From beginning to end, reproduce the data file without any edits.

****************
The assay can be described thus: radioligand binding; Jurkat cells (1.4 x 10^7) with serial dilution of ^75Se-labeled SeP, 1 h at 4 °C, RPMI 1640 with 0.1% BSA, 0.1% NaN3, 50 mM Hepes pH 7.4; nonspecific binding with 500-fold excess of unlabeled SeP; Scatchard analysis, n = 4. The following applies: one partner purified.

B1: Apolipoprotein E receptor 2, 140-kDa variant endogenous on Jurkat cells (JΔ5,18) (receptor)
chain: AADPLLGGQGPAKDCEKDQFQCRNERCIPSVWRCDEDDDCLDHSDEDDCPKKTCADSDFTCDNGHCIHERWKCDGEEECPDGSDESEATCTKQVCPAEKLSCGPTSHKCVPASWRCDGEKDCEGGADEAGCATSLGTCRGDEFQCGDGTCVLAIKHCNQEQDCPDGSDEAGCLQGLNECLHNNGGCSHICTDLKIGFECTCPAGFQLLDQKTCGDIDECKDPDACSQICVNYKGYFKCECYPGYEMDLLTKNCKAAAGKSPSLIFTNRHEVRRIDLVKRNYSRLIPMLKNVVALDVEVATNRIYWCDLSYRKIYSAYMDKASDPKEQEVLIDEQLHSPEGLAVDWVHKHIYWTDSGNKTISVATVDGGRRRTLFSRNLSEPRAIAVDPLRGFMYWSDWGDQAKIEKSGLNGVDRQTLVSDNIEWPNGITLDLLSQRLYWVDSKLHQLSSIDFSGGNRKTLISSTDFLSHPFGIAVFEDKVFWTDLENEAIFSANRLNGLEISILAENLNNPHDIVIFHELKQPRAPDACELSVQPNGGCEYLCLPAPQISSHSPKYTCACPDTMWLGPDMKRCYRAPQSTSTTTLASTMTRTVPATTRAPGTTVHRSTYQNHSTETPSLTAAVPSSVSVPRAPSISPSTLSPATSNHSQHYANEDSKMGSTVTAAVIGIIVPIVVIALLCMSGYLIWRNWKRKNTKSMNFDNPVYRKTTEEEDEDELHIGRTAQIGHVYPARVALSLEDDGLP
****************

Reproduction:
The assay can be described thus: radioligand binding; Jurkat cells (1.4 x 10^7) with serial dilution of ^75Se-labeled SeP, 1 h at 4 °C, RPMI 1640 with 0.1% BSA, 0.1% NaN3, 50 mM Hepes pH 7.4; nonspecific binding with 500-fold excess of unlabeled SeP; Scatchard analysis, n = 4. The following applies: one partner purified.

B1: Apolipoprotein E receptor 2, 140-kDa variant endogenous on Jurkat cells (JΔ5,18) (receptor)
chain: AADPLLGGQGPAKDCEKDQFQCRNERCIPSVWRCDEDDDCLDHSDEDDCPKKTCADSDFTCDNGHCIHERWKCDGEEECPDGSDESEATCTKQVCPAEKLSCGPTSHKCVPASWRCDGEKDCEGGADEAGCATSLGTCRGDEFQCGDGTCVLAIKHCNQEQDCPDGSDEAGCLQGLNECLHNNGGCSHICTDLKIGFECTCPAGFQLLDQKTCGDIDECKDPDACSQICVNYKGYFKCECYPGYEMDLLTKNCKAAAGKSPSLIFTNRHEVRRIDLVKRNYSRLIPMLKNVVALDVEVATNRIYWCDLSYRKIYSAYMDKASDPKEQEVLIDEQLHSPEGLAVDWVHKHIYWTDSGNKTISVATVDGGRRRTLFSRNLSEPRAIAVDPLRGFMYWSDWGDQAKIEKSGLNGVDRQTLVSDNIEWPNGITLDLLSQRLYWVDSKLHQLSSIDFSGGNRKTLISSTDFLSHPFGIAVFEDKVFWTDLENEAIFSANRLNGLEISILAENLNNPHDIVIFHELKQPRAPDACELSVQPNGGCEYLCLPAPQISSHSPKYTCACPDTMWLGPDMKRCYRAPQSTSTTTLASTMTRTVPATTRAPGTTVHRSTYQNHSTETPSLTAAVPSSVSVPRAPSISPSTLSPATSNHSQHYANEDSKMGSTVTAAVIGIIVPIVVIALLCMSGYLIWRNWKRKNTKSMNFDNPVYRKTTEEEDEDELHIGRTAQIGHVYPARVALSLEDDGLP